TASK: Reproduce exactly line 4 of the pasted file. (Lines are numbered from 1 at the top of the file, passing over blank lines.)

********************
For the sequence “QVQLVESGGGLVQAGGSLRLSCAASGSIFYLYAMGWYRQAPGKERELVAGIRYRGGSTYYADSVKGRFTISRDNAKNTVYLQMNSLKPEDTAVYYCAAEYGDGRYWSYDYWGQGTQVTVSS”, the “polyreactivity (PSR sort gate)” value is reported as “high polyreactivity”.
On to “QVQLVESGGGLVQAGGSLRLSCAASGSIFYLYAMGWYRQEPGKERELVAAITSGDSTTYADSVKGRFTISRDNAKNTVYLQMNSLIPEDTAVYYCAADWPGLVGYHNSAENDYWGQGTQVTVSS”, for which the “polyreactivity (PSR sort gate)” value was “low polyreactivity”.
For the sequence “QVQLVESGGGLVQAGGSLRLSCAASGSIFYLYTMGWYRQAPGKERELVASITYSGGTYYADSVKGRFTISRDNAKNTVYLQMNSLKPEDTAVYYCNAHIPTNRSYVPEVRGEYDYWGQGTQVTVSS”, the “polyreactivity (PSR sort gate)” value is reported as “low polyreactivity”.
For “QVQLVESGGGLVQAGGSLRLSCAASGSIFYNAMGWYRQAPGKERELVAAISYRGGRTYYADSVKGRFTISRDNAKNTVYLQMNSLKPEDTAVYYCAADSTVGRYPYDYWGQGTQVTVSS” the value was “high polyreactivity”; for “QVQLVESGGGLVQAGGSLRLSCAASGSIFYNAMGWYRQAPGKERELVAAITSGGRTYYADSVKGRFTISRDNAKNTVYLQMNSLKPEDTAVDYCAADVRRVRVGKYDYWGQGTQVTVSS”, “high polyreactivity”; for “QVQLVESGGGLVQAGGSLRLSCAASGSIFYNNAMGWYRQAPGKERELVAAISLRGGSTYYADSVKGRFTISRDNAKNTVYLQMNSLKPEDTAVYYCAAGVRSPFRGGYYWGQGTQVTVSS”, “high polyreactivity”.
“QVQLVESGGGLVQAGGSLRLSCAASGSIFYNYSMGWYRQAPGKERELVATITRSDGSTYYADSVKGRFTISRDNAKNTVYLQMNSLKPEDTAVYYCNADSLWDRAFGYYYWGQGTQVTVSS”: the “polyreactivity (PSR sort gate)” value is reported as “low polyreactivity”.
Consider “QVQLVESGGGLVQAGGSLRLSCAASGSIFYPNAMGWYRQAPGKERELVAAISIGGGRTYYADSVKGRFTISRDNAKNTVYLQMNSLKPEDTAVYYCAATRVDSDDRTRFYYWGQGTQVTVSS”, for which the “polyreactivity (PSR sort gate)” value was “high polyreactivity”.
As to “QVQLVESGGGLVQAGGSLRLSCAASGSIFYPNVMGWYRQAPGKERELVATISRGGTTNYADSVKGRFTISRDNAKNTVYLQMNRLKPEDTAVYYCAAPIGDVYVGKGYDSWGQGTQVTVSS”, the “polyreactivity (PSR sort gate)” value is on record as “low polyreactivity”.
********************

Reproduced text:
For “QVQLVESGGGLVQAGGSLRLSCAASGSIFYNAMGWYRQAPGKERELVAAISYRGGRTYYADSVKGRFTISRDNAKNTVYLQMNSLKPEDTAVYYCAADSTVGRYPYDYWGQGTQVTVSS” the value was “high polyreactivity”; for “QVQLVESGGGLVQAGGSLRLSCAASGSIFYNAMGWYRQAPGKERELVAAITSGGRTYYADSVKGRFTISRDNAKNTVYLQMNSLKPEDTAVDYCAADVRRVRVGKYDYWGQGTQVTVSS”, “high polyreactivity”; for “QVQLVESGGGLVQAGGSLRLSCAASGSIFYNNAMGWYRQAPGKERELVAAISLRGGSTYYADSVKGRFTISRDNAKNTVYLQMNSLKPEDTAVYYCAAGVRSPFRGGYYWGQGTQVTVSS”, “high polyreactivity”.